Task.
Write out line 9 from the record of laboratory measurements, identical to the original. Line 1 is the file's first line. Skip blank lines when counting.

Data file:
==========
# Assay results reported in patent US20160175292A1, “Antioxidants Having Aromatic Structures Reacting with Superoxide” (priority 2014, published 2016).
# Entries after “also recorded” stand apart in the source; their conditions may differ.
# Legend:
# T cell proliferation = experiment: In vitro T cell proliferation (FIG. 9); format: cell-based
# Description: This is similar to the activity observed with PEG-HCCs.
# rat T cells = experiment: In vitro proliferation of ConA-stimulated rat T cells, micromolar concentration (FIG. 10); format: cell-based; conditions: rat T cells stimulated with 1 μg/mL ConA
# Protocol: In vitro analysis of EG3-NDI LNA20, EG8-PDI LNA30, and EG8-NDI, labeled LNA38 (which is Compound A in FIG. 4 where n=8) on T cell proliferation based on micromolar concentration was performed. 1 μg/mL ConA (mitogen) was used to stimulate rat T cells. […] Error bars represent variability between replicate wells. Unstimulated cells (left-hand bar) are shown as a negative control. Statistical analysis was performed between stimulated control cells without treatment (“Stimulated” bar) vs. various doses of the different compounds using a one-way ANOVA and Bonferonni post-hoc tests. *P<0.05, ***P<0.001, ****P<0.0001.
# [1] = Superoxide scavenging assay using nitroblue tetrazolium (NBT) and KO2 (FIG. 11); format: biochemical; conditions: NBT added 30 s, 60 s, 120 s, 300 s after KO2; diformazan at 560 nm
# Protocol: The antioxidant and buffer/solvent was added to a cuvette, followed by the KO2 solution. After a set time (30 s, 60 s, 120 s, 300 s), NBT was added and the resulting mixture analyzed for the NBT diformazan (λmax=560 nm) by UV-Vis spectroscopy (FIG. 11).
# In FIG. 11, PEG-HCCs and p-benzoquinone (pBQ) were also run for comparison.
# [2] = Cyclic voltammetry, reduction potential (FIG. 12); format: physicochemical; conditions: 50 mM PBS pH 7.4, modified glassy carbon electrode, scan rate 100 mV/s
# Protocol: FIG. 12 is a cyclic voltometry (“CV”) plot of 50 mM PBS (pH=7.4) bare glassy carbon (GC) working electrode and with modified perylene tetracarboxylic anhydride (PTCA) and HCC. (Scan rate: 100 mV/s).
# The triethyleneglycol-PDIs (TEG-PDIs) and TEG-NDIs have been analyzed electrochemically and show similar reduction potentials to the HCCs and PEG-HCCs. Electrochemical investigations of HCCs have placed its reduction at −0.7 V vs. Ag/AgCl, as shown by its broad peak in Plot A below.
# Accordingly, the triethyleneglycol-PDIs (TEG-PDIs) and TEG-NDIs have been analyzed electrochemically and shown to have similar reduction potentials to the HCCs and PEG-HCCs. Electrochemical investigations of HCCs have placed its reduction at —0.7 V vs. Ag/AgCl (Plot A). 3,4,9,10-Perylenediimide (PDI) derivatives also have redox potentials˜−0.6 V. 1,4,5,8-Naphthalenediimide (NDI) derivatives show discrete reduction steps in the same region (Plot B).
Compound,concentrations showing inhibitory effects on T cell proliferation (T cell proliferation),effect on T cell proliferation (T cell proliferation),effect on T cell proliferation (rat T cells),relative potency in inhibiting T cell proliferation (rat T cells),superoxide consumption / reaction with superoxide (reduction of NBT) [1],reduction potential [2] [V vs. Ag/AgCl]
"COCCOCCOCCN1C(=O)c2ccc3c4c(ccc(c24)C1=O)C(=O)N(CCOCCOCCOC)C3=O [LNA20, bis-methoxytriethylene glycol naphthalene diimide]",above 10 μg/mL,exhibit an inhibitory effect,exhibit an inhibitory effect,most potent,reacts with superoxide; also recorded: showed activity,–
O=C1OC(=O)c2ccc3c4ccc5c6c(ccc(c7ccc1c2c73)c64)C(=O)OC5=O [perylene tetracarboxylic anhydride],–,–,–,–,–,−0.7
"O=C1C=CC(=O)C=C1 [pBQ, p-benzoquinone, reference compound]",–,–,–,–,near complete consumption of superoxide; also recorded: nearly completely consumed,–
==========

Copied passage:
# Protocol: The antioxidant and buffer/solvent was added to a cuvette, followed by the KO2 solution. After a set time (30 s, 60 s, 120 s, 300 s), NBT was added and the resulting mixture analyzed for the NBT diformazan (λmax=560 nm) by UV-Vis spectroscopy (FIG. 11).